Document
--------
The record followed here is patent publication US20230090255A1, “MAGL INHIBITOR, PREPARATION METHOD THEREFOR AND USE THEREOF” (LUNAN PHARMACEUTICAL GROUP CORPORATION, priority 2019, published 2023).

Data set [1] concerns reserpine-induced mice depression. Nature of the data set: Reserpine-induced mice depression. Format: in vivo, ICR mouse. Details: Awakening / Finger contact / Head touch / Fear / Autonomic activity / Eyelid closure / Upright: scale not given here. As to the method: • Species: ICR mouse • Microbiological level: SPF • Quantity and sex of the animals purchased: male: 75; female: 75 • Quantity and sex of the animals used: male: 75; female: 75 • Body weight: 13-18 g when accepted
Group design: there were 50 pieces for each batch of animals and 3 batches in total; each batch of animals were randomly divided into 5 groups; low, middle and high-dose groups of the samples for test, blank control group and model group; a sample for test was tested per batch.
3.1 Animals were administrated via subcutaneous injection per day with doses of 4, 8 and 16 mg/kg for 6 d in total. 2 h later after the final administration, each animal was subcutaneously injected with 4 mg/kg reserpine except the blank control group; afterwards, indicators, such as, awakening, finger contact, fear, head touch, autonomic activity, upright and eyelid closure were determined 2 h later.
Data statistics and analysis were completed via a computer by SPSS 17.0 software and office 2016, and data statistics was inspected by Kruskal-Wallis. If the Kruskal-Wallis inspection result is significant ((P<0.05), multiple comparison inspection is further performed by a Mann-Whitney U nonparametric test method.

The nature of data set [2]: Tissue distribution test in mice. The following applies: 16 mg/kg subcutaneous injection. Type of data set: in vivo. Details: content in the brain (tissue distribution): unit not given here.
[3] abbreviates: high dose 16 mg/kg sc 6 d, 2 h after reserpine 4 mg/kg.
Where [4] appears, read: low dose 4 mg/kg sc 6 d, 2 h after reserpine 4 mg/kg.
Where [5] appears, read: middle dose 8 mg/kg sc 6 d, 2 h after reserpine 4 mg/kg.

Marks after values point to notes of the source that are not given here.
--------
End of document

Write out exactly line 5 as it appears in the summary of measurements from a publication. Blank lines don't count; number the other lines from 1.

Data statistics and analysis were completed via a computer by SPSS 17.0 software and office 2016, and data statistics was inspected by Kruskal-Wallis. If the Kruskal-Wallis inspection result is significant ((P<0.05), multiple comparison inspection is further performed by a Mann-Whitney U nonparametric test method.